Ditto the 2x Amex MR points you can earn with a blue for biz plus card.

Plus the various chances to get 3x, 4x, or 5x in certain categories of online spend with various Chase or Amex cards, where again the points can be worth a lot more than 1c per.


Lastly for at least 1 quarter a year you can usually get 10% back churning DiscoverIT cards on any "online" purchase via paypal too though that's less flexible than "all" purchases.


None of the above require parking 100k with BoA to qualify either.




That said- 5.25% if you're already going to qualify for Platinum Honors, even though there's a $2500 cap on such spending a quarter, is certainly pretty solid for most folks.




Quote from Troblin
:
For t
and the travel cashback is top notch as well.
It's really not.

First- in order to get 5.25% on travel you have to not get 5.25% on online purchases.

So that only makes sense if you spend quite a bit on travel.

But even then it kinda sucks because there's a $2500 per quarter cap on spending- which won't cover the outlay on a lot of trips.

And it sucks even more because you can earn 3x-5x on that same travel with Chase and Amex and even Citi cards, which can get you way more than 5.25% cash-back-equivalent toward other travel.... and with no spending cap to speak of either.


The BoA cash card picking online as your category (if you qualify for 5.25% back) as I say ain't a bad deal under many circumstances.... picking travel is a bad deal under most compared to the alternatives.



Quote from Troblin
:
F
Preferred honors is quite easy to get as well. You don't have to "park 100k" at BOA, just transfer your 401k or CMA to Merrill

You can't transfer your 401k, but you can roll it over to an IRA... this may, or may not, be a good or bad idea for a given person depending on their options/costs/circumstances with their existing 401k plan....


Plus, of course, something like half the US population doesn't have a 401k.... and for the half that do, the average balance is barely over 100k so roughly half of them won't qualify for Plat Honors even if it otherwise isn't a problem for them to roll it over to BoA.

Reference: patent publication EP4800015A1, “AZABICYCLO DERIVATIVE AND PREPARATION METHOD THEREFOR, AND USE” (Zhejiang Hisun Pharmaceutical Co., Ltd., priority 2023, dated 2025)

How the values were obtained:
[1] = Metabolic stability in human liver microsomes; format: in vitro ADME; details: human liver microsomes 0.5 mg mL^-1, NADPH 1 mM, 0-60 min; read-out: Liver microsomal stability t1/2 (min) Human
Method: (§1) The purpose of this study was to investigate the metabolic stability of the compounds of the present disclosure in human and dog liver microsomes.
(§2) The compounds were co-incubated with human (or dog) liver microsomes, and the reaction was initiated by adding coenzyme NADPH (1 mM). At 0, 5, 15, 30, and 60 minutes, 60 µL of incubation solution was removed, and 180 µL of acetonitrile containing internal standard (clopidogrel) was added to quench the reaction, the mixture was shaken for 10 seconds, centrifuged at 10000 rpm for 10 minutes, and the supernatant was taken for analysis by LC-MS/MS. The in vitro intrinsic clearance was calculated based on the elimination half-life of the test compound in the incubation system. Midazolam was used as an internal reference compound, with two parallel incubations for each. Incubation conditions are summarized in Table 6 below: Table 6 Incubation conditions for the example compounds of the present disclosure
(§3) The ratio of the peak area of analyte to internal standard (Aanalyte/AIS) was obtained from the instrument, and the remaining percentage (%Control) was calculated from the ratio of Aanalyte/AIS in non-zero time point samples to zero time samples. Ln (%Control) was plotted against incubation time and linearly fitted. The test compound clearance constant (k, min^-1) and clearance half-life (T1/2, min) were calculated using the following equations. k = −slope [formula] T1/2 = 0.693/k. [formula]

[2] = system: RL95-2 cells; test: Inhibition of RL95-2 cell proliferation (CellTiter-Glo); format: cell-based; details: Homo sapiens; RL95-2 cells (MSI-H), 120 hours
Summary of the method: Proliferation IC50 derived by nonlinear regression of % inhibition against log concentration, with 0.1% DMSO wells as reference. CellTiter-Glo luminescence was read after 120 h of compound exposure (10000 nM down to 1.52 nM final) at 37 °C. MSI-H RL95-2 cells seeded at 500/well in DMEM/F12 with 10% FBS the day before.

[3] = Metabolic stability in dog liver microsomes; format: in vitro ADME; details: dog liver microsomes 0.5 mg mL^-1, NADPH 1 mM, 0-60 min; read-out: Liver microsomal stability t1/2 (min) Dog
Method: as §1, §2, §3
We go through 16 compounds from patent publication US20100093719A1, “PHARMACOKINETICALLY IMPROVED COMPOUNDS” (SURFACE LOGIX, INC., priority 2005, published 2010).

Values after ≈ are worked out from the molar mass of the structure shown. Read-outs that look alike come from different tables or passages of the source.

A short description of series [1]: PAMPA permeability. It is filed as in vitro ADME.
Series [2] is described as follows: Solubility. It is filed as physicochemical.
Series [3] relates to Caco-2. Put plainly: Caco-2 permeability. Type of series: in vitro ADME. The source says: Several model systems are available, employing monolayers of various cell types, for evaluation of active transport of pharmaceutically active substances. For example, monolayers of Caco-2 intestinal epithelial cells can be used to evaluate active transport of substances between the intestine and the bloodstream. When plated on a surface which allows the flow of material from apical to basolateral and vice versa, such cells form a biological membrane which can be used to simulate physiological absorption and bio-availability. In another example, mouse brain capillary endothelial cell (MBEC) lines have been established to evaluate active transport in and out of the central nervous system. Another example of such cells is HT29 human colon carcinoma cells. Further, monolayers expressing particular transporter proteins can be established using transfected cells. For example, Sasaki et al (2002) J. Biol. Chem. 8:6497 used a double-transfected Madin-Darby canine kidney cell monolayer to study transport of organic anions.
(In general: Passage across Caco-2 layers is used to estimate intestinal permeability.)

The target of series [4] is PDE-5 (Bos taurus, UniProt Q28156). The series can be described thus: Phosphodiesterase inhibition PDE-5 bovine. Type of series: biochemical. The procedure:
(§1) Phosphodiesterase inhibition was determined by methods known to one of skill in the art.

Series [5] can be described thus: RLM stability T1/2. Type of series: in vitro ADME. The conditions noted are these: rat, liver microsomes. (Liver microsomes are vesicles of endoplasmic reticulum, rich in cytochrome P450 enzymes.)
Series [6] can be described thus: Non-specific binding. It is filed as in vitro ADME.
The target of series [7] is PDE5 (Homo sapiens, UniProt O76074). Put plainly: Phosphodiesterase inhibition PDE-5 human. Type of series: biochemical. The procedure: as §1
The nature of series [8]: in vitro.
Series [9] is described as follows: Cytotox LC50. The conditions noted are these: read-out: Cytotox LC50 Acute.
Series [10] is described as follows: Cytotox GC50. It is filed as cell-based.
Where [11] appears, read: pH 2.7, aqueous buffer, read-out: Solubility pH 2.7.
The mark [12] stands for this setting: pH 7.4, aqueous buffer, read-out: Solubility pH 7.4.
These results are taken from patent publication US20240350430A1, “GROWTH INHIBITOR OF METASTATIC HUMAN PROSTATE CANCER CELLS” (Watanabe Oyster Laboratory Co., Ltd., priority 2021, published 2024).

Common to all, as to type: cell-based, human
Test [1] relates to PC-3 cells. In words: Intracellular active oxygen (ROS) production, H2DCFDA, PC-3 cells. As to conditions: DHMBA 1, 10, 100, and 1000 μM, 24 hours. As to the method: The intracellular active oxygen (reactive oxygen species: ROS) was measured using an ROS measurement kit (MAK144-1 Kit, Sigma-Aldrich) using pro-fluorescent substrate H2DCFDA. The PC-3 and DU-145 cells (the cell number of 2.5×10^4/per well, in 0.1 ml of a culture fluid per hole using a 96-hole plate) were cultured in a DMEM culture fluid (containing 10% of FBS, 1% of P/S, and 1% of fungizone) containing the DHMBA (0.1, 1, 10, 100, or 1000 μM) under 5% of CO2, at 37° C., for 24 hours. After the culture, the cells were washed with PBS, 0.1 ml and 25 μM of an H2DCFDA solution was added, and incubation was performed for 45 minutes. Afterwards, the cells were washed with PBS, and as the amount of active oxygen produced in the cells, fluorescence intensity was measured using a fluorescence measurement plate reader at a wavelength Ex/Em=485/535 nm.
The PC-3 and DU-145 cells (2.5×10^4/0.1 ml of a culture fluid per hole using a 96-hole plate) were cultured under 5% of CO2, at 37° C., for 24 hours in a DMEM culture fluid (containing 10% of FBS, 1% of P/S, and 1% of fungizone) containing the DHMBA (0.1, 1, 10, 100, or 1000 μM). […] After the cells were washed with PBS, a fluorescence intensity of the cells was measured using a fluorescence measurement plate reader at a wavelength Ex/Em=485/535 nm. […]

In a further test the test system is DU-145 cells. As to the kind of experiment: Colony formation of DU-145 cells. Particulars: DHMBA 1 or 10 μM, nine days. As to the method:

So "quite easy to get" is a pretty check-your-privilege kinda thing to toss out there... It's very easy if you have six figures of specifically tax-advantaged, fully vested, investment $ to park there- AND no other reasons not to do so....which isn't something most Americans actually have.
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#84
Quote from Knightshade
:
eh... it can be depending how you redeem other rewards... for example it's not hard to get 4-6 cents per point cash-equivalent for business class airplane bookings with point transfers, meaning the 1.5x chase points you can get with an unlimited card has you earning 6-9% cash-back-equivalent when used that way.

Ditto the 2x Amex MR points you can earn with a blue for biz plus card.

Plus the various chances to get 3x, 4x, or 5x in certain categories of online spend with various Chase or Amex cards, where again the points can be worth a lot more than 1c per.


Lastly for at least 1 quarter a year you can usually get 10% back churning DiscoverIT cards on any "online" purchase via paypal too though that's less flexible than "all" purchases.


None of the above require parking 100k with BoA to qualify either.




That said- 5.25% if you're already going to qualify for Platinum Honors, even though there's a $2500 cap on such spending a quarter, is certainly pretty solid for most folks.






It's really not.

First- in order to get 5.25% on travel you have to not get 5.25% on online purchases.

So that only makes sense if you spend quite a bit on travel.

But even then it kinda sucks because there's a $2500 per quarter cap on spending- which won't cover the outlay on a lot of trips.

And it sucks even more because you can earn 3x-5x on that same travel with Chase and Amex and even Citi cards, which can get you way more than 5.25% cash-back-equivalent toward other travel.... and with no spending cap to speak of either.


The BoA cash card picking online as your category (if you qualify for 5.25% back) as I say ain't a bad deal under many circumstances.... picking travel is a bad deal under most compared to the alternatives.






You can't transfer your 401k, but you can roll it over to an IRA... this may, or may not, be a good or bad idea for a given person depending on their options/costs/circumstances with their existing 401k plan....


Plus, of course, something like half the US population doesn't have a 401k.... and for the half that do, the average balance is barely over 100k so roughly half of them won't qualify for Plat Honors even if it otherwise isn't a problem for them to roll it over to BoA.